ORANGE, Calif. — Imagine seeing someone sneeze or look unwell and then feeling your body start to react as if you too might get sick. This isn’t just in your head – it’s a real biological response, as recent research by Dr. Patricia Lopes, a biology professor at Chapman University, shows.
Usually, when we think of getting sick, we focus on the person who’s ill. But Dr. Lopes’ study, published in the journal Functional Ecology and further discussed in Trends in Ecology & Evolution, reveals something fascinating: infections affect more than just the sick person. They can trigger changes in the bodies and behaviors of others around them — even if they aren’t actually sick.
How Our Bodies Respond to Infection
When someone gets an infection, their immune system kicks into high gear. It’s like an army ready to fight off invaders. This immune response can cause changes not just at the site of the infection, but throughout the entire body. And these changes don’t just affect the sick person; they can influence others too.
One of the most surprising findings of this research is about pregnant animals and how their immune response to sickness can affect their babies. For instance, if a mother gets sick during pregnancy, it can change the baby’s immune system and even its behavior. This is also true for egg-laying animals, where the mother can pass on defenses to her eggs.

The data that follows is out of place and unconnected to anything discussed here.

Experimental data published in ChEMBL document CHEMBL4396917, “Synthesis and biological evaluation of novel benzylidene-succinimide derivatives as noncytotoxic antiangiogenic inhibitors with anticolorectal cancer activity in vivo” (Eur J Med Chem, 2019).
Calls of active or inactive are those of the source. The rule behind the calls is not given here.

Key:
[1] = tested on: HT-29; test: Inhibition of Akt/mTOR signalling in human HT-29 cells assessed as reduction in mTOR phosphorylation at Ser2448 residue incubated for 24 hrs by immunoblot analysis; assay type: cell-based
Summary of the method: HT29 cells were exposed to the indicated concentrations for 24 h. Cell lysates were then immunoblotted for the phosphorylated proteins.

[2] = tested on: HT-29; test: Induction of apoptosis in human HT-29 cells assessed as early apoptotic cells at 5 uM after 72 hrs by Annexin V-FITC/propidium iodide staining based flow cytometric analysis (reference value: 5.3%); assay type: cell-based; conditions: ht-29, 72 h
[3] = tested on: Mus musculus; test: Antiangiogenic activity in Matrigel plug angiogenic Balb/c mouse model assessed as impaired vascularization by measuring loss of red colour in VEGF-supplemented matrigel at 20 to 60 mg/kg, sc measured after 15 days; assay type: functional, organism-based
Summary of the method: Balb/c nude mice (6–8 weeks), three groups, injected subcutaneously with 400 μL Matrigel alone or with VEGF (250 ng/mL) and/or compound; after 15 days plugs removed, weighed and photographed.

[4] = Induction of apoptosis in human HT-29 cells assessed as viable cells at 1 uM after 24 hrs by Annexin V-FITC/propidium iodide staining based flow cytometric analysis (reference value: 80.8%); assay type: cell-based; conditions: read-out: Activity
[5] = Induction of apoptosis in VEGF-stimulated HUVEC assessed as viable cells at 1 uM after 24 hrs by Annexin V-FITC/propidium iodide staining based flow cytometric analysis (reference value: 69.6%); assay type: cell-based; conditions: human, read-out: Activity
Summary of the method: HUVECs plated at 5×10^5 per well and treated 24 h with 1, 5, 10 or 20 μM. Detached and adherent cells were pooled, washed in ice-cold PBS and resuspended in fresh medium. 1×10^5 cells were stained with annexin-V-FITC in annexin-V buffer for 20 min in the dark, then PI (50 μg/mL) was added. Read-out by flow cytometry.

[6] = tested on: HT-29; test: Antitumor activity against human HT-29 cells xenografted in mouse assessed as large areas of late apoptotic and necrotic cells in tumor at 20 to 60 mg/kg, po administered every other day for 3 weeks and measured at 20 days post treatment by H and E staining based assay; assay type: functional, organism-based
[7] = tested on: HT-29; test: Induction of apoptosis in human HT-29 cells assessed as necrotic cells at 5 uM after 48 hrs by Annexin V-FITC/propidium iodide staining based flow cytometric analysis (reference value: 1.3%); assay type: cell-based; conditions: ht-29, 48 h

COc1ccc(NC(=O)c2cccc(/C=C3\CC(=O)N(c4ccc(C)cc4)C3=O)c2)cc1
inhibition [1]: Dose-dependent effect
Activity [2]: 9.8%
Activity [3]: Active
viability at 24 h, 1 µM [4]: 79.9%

Our bodies are home to many tiny organisms, like bacteria, which form communities known as the microbiome. When someone is infected, especially with serious illnesses like HIV, it can disrupt these communities. This change can make a person more vulnerable to other infections and even affect their overall health.
Why Observing Sickness Sends The Body Into Protective Mode
Dr. Lopes’ study shows something even more intriguing: just seeing someone who is sick can trigger a protective response in our bodies. This response is our body’s way of preparing to fight off potential threats. Animals that interacted with sick individuals activated their immune systems and even changed the way they produce eggs. It’s like our bodies are trying to protect us before we even get sick.
Understanding these reactions is important for everyone, not just scientists. It shows how interconnected we are and how our health can be influenced by those around us. Dr. Lopes’ work sheds light on this complex interaction and helps us understand that health is not just an individual matter, but a communal one.
“This research has helped unveil another level of the hidden ripple effects of infections, showing that when one individual falls ill, it’s not just their problem – it’s a complex story that can impact the health and behavior of many others,” Lopes says in a media release.
Her ongoing research, supported by a National Science Foundation grant, aims to explore how long these protective responses last and whether they really help in guarding us against infections.